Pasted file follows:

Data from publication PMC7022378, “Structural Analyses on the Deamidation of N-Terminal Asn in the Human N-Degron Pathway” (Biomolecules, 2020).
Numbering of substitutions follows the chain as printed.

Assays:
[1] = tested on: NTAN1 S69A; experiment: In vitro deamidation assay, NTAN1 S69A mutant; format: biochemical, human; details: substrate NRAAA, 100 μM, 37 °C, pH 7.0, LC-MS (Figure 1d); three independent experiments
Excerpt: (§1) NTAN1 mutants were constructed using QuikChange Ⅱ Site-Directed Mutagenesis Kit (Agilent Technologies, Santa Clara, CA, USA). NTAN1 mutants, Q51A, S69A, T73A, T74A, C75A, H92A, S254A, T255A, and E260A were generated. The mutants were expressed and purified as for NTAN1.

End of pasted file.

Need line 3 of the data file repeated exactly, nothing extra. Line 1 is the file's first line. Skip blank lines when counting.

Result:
Assays: